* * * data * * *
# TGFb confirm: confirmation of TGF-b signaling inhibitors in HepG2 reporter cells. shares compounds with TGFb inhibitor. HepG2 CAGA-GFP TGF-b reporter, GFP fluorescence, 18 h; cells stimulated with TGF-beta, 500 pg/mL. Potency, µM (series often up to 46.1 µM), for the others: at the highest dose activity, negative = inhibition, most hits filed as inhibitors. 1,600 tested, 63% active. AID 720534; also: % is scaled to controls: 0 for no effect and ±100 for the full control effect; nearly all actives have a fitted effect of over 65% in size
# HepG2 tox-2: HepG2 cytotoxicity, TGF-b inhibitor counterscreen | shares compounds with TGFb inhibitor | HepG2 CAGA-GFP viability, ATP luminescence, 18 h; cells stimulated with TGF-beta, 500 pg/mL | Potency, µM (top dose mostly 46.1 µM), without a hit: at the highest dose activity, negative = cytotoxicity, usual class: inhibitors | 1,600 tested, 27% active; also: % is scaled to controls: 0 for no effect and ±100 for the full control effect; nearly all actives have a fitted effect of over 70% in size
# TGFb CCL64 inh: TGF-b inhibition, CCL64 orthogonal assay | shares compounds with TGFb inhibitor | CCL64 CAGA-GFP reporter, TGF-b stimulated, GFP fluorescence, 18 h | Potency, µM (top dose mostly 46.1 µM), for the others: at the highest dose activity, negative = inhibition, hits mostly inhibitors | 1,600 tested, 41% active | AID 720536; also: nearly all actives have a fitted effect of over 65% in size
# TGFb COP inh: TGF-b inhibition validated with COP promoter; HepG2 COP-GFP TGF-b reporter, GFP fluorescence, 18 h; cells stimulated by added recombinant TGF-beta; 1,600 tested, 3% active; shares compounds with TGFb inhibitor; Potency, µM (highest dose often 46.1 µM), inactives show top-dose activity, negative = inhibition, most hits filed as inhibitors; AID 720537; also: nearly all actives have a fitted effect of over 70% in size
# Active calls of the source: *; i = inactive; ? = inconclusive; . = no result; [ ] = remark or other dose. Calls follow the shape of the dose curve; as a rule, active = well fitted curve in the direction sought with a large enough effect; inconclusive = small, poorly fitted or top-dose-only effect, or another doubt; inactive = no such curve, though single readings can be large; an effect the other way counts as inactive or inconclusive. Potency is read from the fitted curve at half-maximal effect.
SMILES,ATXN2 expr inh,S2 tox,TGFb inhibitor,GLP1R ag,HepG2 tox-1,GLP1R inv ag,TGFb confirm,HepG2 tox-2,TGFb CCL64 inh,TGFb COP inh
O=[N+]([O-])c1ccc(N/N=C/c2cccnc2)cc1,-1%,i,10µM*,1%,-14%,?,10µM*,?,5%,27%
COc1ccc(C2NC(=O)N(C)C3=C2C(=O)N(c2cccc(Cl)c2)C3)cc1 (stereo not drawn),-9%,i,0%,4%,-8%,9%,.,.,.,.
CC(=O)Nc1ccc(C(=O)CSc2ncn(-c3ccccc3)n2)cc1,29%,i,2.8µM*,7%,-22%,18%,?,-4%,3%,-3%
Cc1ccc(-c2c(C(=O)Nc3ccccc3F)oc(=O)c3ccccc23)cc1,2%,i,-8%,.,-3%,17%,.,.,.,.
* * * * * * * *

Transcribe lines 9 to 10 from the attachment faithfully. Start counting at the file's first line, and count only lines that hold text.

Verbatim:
CC(=O)Nc1ccc(C(=O)CSc2ncn(-c3ccccc3)n2)cc1,29%,i,2.8µM*,7%,-22%,18%,?,-4%,3%,-3%
Cc1ccc(-c2c(C(=O)Nc3ccccc3F)oc(=O)c3ccccc23)cc1,2%,i,-8%,.,-3%,17%,.,.,.,.